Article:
Serbia should improve its ties with Kosovo and continue working on reforms, German Foreign Minister Sigmar Gabriel said in Belgrade. He also described the current wave of anti-goverment rallies as a "part of democracy."
Germany is ready to support Serbia's on its way to joining the EU, Gabriel said after meeting Serbian Prime Minister Aleksandar Vucic on Wednesday.
"We believe that the path that [Serbia] wants to take is a good one," Gabriel said after kicking off his mini-tour of the Balkans.
At the Belgrade press conference, the German representative warned that "old demons" were waking up in some parts of the Balkans, but praised Serbia as an "anchor of stability" that helps reduce tensions.
Ties with Kosovo 'essential'
Germany's foreign minister is also set to visit Kosovo on Thursday, followed by Albania next week, where he is expected to urge the Balkan states to keep moving towards Brussels. The Balkans are currently facing a fresh rise of nationalism with ruling parties using xenophobic rhetoric to boost their support in the impoverished region. Tensions run especially high between Serbia and the Albanian-majority Kosovo, which Belgrade still regards as a runaway province.
According to Gabriel, Belgrade needs to keep up the reforms and "continue to develop better relations with Kosovo."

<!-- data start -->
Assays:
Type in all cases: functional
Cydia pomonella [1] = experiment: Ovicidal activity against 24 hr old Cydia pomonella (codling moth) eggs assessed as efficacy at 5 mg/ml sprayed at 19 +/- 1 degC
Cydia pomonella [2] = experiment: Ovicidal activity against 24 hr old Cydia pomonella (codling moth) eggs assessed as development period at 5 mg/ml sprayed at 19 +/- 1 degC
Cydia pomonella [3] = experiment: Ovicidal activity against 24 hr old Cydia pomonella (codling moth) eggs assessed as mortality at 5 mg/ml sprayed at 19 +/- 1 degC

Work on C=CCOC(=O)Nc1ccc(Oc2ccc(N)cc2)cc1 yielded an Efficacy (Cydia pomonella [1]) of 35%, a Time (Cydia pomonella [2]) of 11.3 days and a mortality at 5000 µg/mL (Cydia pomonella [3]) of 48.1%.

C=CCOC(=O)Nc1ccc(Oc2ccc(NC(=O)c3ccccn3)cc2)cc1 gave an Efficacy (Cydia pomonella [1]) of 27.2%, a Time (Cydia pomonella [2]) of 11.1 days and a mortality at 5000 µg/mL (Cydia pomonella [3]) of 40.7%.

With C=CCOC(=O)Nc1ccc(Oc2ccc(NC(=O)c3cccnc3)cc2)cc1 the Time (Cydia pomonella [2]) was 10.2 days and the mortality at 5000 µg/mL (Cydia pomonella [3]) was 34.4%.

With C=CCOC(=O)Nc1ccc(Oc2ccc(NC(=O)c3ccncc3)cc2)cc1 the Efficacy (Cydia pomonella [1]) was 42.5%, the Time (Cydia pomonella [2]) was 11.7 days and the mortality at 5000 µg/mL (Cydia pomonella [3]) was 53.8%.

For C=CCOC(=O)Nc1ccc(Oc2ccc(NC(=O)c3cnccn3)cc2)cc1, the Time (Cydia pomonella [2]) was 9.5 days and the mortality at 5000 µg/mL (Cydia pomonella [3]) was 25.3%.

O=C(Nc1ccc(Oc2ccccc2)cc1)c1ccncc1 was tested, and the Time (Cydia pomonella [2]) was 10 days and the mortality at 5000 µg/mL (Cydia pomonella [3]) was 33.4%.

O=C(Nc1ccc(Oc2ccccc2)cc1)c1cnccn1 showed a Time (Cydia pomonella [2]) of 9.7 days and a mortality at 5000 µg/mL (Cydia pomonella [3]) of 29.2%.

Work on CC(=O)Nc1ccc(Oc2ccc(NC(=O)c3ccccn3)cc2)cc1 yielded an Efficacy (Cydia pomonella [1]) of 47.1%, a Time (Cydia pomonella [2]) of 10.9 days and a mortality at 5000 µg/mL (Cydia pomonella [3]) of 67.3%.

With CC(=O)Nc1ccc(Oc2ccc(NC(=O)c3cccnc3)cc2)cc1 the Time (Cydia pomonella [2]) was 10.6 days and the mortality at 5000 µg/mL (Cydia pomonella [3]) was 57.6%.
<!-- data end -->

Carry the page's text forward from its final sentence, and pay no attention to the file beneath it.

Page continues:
"That is an essential precondition for accession to the European Union," he said.
Gabriel also congratulated Prime Minister Vucic for winning the presidential election earlier this month. Vucic, who is set to take over as head of state by the end of May, enjoys Western support despite accusations of growing autocracy and suppressing dissent in Serbia.
Protests 'quite common'
Vucic's recent election victory triggered widespread protests in many Serbian cities, with protesters accusing him of manipulating the media and rigging election results. Commenting on the protests on Wednesday, Gabriel said that they were a "part of democracy."
"If you want to get into the EU, you must know that demonstrations and protests against democratically-elected governments and president are possible, permitted and within the EU, quite common," he said.
The Balkans are still reeling from the aftermath of the bloody break-up of Yugoslavia in the 1990s. The religiously and ethnically diverse region has a large strategic importance for Russia, the EU, and Turkey, with each major power trying to project its influence through local players. Despite conflicting interests, the EU remains by far the most important foreign partner for Balkan regimes, providing economic aid, as well as political and infrastructure projects.
The EU's foreign policy chief, Federica Mogherini, toured the region last month, seeking to reassure those governments that the EU was still willing to accept them as members, despite strife inside the bloc.
dj/kms (Beta, Reuters, dpa, AFP, AP)